With the plea for more diversity in children's literature this year, the multicultural and multilingual aspects of Viva Frida - with text in both English and Spanish - also make this an important book to have on our classroom and library shelves. 

Watch this video to witness the beautiful and complicated process behind the making of Viva Frida:


Viva Frida by Yuyi Morales
Published: September 2, 2014
Publisher: Roaring Brook Press
Pages: 40
Genre: Picture Book
Audience: Primary, Middle Grade, Young Adult...
Disclosure: Library Copy 

If you buy this book or any book through Amazon, it is my hope that you also regularly patronize independent bookstores, which are important centerpieces of thriving communities. While I am an Amazon Affiliate, that by no means implies that I only buy my books through their website. Please make sure you are still helping small, independent bookstores thrive in your community. To locate an independent bookstore near you, visit IndieBound

Tuesday, October 14, 2014

ARC review: Press Play by Eric Devine

Goodreads Summary:
Greg Dunsmore, a.k.a. Dun the Ton, is focused on one thing: making a documentary that will guarantee his admission into the film school of his choice. Every day, Greg films his intense weight-loss focused workouts as well as the nonstop bullying that comes from his classmates. But when he captures footage of violent, extreme hazing by his high school’s championship-winning lacrosse team in the presence of his principal, Greg’s field of view is in for a readjustment.

Greg knows there is a story to be told, but it is not clear exactly what. And his attempts to find out the truth only create more obstacles, not to mention physical harm upon himself. Yet if Greg wants to make his exposé his ticket out of town rather than a veritable death sentence, he will have to learn to play the game and find a team to help him.


Combine the underbelly of Friday Night Lights with the unflinching honesty of Walter Dean Myers, and you will find yourself with Eric Devine’s novel of debatable truths, consequences, and realities.



The publisher blurb above compares Press Play to Friday Night Lights and books by Walter Dean Myers, but I'd also like to draw comparisons to the raw honesty of Chris Crutcher and Andrew Smith books as well. For a student who loves all those books and authors, I wouldn't hesitate to hand a him (or her) a copy of Devine's latest book. 

The edginess of the narrative isn't Press Play's only appeal though. There are a few different entry points for which it could entice students to read: there's the sports narrative -- specifically lacrosse, which isn't often found in sports narratives -- and there's the film-making aspect for students who might not be into sports. In addition, it's a story about bullying, hazing, and a teen who is struggling with his weight, so there is a lot going on in its 368 pages.

While this book might be a tad mature to recommend to my current 8th grade students, I am likely to recommend this book to high school teachers who work with juniors or seniors. Devine is proving himself an excellent edition to the landscape of YA novels that appeal specifically, though not exclusively, to male readers. 

Press Play by Eric Devine
Expected Publication: October 28, 2014
Publisher: Running Press Kids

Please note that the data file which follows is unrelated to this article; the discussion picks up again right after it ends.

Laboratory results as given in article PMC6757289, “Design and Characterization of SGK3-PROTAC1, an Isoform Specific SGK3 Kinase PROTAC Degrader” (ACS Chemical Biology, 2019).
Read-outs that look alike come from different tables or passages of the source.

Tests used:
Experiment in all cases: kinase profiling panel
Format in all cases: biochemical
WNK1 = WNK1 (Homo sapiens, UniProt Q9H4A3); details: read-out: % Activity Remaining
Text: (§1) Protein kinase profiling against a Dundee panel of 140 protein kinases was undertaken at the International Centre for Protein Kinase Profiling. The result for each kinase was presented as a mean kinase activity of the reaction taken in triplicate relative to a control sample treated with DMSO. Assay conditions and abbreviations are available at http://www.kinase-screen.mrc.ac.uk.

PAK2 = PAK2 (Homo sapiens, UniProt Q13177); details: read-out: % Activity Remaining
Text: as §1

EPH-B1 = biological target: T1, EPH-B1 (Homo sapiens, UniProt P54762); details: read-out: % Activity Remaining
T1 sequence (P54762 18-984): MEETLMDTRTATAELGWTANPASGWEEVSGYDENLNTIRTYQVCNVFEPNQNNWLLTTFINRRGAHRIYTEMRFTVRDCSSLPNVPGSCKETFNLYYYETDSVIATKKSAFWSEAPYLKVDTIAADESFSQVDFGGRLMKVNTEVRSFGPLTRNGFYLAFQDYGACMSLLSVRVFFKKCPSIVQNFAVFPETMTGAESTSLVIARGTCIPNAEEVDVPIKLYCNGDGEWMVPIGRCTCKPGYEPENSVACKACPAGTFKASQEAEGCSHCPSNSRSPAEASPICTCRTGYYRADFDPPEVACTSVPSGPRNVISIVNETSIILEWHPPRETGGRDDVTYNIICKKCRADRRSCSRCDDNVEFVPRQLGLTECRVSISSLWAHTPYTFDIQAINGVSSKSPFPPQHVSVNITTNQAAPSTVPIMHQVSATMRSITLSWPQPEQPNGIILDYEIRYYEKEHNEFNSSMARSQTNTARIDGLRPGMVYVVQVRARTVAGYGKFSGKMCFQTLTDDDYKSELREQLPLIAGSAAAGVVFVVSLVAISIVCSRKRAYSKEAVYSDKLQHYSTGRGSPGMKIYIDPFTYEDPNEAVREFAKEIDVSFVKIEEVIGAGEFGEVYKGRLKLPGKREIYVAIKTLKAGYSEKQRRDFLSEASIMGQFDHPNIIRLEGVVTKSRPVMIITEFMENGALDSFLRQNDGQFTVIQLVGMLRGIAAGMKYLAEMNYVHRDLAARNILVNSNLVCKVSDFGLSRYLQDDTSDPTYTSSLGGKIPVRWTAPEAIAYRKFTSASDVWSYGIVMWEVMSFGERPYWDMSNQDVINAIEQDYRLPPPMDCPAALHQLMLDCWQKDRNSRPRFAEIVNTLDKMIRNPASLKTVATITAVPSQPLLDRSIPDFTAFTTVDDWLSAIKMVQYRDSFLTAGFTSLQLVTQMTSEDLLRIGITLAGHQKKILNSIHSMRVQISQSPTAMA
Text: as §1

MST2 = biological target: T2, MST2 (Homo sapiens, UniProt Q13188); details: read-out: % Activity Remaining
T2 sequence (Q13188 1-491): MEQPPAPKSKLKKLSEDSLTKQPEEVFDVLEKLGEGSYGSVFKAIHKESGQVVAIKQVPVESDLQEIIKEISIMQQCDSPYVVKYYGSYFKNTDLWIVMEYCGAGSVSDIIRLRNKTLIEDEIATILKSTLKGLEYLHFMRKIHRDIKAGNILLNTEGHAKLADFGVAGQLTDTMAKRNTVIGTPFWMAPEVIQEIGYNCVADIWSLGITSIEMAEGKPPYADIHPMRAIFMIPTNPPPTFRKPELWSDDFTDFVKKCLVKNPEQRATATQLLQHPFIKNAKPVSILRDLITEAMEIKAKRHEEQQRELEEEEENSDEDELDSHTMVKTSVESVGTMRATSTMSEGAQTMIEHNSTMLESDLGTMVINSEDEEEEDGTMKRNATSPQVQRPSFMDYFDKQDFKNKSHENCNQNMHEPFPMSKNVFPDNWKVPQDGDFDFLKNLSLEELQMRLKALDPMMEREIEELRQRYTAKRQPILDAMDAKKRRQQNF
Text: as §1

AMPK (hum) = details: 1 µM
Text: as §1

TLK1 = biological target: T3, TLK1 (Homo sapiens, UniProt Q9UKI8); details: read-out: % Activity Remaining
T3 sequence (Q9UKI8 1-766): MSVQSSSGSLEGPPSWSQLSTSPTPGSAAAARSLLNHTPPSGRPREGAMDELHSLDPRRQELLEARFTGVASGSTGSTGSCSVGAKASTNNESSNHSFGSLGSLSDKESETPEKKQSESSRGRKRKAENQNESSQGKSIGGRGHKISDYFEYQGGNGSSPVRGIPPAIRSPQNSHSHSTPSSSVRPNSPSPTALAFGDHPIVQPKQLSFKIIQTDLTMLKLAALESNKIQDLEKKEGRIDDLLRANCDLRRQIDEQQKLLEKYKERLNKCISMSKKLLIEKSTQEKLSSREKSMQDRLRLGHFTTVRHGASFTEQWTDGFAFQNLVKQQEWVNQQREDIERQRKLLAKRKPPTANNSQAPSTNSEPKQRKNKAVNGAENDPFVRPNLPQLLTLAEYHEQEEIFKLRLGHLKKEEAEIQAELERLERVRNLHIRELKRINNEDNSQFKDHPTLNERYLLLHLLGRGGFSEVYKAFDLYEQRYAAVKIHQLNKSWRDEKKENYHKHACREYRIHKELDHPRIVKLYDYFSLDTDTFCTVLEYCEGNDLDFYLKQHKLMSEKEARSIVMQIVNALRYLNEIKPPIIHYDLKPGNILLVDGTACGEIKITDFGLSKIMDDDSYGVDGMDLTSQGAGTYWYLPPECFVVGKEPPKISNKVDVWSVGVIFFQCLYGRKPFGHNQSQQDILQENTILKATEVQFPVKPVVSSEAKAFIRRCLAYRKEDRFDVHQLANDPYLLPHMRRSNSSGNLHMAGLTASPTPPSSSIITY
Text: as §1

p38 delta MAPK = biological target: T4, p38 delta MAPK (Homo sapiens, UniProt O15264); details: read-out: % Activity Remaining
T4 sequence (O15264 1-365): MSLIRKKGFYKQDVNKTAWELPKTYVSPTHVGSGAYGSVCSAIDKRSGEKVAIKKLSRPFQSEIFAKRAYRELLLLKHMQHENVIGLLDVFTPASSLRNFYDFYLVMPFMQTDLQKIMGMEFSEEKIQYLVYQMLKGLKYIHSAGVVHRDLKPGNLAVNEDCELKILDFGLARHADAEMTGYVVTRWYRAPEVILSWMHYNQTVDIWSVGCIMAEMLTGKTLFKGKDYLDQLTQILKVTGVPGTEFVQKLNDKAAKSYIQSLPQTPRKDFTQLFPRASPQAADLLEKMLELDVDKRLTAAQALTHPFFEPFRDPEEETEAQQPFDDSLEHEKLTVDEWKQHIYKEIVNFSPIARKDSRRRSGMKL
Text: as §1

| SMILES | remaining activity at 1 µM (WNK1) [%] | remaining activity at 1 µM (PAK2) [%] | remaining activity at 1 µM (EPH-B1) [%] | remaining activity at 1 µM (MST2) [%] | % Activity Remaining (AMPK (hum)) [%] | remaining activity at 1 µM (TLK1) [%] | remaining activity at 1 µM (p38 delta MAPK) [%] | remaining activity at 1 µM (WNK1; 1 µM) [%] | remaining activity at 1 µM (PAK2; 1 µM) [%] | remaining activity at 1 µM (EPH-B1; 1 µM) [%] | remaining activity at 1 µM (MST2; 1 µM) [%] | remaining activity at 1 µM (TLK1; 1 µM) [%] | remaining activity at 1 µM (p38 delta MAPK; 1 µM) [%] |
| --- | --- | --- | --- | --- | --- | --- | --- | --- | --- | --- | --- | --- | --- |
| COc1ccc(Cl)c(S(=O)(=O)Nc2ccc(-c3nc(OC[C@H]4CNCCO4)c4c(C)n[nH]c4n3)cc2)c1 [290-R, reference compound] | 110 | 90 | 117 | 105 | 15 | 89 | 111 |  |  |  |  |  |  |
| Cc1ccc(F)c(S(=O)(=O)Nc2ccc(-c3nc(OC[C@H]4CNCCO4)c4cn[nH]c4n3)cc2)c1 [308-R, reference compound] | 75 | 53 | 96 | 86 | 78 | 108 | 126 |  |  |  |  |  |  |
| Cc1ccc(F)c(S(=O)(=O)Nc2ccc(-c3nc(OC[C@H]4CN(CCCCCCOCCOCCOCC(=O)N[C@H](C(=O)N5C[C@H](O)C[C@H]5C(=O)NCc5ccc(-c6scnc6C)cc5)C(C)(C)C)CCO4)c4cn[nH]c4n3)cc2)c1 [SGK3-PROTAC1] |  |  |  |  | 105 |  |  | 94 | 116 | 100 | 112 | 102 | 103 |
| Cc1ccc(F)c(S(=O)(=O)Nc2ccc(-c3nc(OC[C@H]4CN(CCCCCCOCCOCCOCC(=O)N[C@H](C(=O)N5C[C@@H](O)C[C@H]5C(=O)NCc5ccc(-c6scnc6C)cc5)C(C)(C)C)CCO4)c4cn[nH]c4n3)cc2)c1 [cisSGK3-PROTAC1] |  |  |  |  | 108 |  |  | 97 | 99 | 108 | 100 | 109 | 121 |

Pages: 368
Genre: Realistic Fiction
Audience: Young Adult
Disclosure: ARC provided by publisher

If you buy this book or any book through Amazon, it is my hope that you also regularly patronize independent bookstores, which are important centerpieces of thriving communities. While I am an Amazon Affiliate, that by no means implies that I only buy my books through their website. Please make sure you are still helping small, independent bookstores thrive in your community. To locate an independent bookstore near you, visit IndieBound

Monday, October 13, 2014

It's Monday! What are you reading? 10-13-14

Originally hosted by Sheila at Book Journey, Jen over at Teach Mentor Texts along with Kellee and Ricki at Unleashing Readers also host a kidlit version of It's Monday! What are You Reading?

My Monday posts are generally just a highlight of what I've been reading during the week so if you'd like to see all that I've been reading, follow my Goodreads page.


 Current giveaway:

Lies We Tell Ourselves by Robin Talley


Last week I reviewed:

Rex Wrecks It by Ben Clanton
Maple and Willow Together by Lori Nichols


Last week I finished reading:

Celebrating Writers: From Possibilities to Publication by Ruth Ayers with Christi Overman
Writing is a celebration no matter what stage of the writing process we're in. Ruth Ayers illustrates this concept beautifully in this short (less than 100 pages) professional text.


Picture books that stood out in the pile:

This Book Just Ate My Dog by Richard Byrne
A delightfully interactive book about a girl who encounters a frustrating curiosity: her dog disappears into the gutter of the book. I love the idea of calling awareness to the gutter, making it a point of discussion rather than something to ignore -- like the gutter is its own character in the story. So fun and different.  


A Perfectly Messed-Up Story by Patrick McDonnell
A laugh-out-loud funny story about a picture book protagonist who is having a tantrum over the fact that the owner of this particular book doesn't appear to take very good care of his belongings. It's sort of the meta-picture-book version of "And this is why we can't have nice things!" :) 

 
The Flat Rabbit by Bardur Oskarsson
This one stood out for perhaps not the best of reasons. I definitely see the dark humor here but I'm not entirely sure I get it. I'm wondering if some of the problem is that the humor was lost in translation or if it's a cultural difference that maybe Americans don't quite understand. 


Still reading:

Winger by Andrew Smith
I'm really enjoying this book but all of my grad school readings and assignments are preventing me from spending a lot of time pleasure reading, and if I do have time, I tend to gravitate towards short and sweet picture books. 


Still reading with my ears:

Charles and Emma: The Darwins' Leap of Faith by Deborah Heiligman 

I'm both enjoying this and not enjoying it at the same time. It's a book that no doubt has some interesting pieces to it, but I'm still scratching my head at why this was marketed as YA lit -- and won a Printz honor.  Maybe it will become clearer to me by the end.


Last weeks' posts from my teaching blog:
5 things I loved about last week
Celebrating a little subversion -- okay maybe a lot of subversion
Pairing the old with the new

Also, check out my contribution to Kurt Stroh's blog post about blanket books.